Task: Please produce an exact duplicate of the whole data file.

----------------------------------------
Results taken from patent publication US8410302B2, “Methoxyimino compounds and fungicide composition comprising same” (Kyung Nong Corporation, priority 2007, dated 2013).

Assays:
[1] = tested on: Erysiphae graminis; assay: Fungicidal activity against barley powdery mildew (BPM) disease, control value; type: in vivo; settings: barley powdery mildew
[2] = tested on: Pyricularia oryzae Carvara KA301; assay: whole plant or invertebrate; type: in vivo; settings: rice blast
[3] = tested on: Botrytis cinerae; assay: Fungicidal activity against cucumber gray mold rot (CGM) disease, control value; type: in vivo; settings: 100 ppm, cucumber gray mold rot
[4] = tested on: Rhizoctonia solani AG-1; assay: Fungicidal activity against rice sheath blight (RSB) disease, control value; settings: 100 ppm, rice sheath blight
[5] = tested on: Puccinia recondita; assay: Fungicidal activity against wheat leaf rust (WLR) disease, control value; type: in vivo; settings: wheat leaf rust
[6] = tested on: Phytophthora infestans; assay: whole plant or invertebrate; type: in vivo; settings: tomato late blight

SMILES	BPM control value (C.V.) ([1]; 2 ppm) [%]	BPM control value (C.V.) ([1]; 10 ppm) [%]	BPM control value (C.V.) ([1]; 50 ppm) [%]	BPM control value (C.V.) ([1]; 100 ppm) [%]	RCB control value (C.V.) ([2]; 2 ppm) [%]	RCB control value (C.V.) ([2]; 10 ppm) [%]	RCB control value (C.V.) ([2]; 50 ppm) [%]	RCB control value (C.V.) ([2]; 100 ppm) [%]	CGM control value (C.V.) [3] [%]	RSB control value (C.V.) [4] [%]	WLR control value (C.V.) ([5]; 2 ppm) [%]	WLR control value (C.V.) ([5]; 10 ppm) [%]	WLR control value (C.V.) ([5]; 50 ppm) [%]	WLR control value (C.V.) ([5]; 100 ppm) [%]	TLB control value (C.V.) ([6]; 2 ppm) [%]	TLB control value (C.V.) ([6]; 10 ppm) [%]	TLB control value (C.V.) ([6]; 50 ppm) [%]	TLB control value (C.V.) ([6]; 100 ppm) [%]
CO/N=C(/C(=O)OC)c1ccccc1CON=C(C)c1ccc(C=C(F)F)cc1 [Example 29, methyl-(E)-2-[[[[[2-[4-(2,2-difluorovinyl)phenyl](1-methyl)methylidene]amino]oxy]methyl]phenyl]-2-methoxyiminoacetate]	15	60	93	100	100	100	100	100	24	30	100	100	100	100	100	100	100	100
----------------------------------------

Results taken from patent publication US8410302B2, “Methoxyimino compounds and fungicide composition comprising same” (Kyung Nong Corporation, priority 2007, dated 2013).

Assays:
[1] = tested on: Erysiphae graminis; assay: Fungicidal activity against barley powdery mildew (BPM) disease, control value; type: in vivo; settings: barley powdery mildew
[2] = tested on: Pyricularia oryzae Carvara KA301; assay: whole plant or invertebrate; type: in vivo; settings: rice blast
[3] = tested on: Botrytis cinerae; assay: Fungicidal activity against cucumber gray mold rot (CGM) disease, control value; type: in vivo; settings: 100 ppm, cucumber gray mold rot
[4] = tested on: Rhizoctonia solani AG-1; assay: Fungicidal activity against rice sheath blight (RSB) disease, control value; settings: 100 ppm, rice sheath blight
[5] = tested on: Puccinia recondita; assay: Fungicidal activity against wheat leaf rust (WLR) disease, control value; type: in vivo; settings: wheat leaf rust
[6] = tested on: Phytophthora infestans; assay: whole plant or invertebrate; type: in vivo; settings: tomato late blight

SMILES	BPM control value (C.V.) ([1]; 2 ppm) [%]	BPM control value (C.V.) ([1]; 10 ppm) [%]	BPM control value (C.V.) ([1]; 50 ppm) [%]	BPM control value (C.V.) ([1]; 100 ppm) [%]	RCB control value (C.V.) ([2]; 2 ppm) [%]	RCB control value (C.V.) ([2]; 10 ppm) [%]	RCB control value (C.V.) ([2]; 50 ppm) [%]	RCB control value (C.V.) ([2]; 100 ppm) [%]	CGM control value (C.V.) [3] [%]	RSB control value (C.V.) [4] [%]	WLR control value (C.V.) ([5]; 2 ppm) [%]	WLR control value (C.V.) ([5]; 10 ppm) [%]	WLR control value (C.V.) ([5]; 50 ppm) [%]	WLR control value (C.V.) ([5]; 100 ppm) [%]	TLB control value (C.V.) ([6]; 2 ppm) [%]	TLB control value (C.V.) ([6]; 10 ppm) [%]	TLB control value (C.V.) ([6]; 50 ppm) [%]	TLB control value (C.V.) ([6]; 100 ppm) [%]
CO/N=C(/C(=O)OC)c1ccccc1CON=C(C)c1ccc(C=C(F)F)cc1 [Example 29, methyl-(E)-2-[[[[[2-[4-(2,2-difluorovinyl)phenyl](1-methyl)methylidene]amino]oxy]methyl]phenyl]-2-methoxyiminoacetate]	15	60	93	100	100	100	100	100	24	30	100	100	100	100	100	100	100	100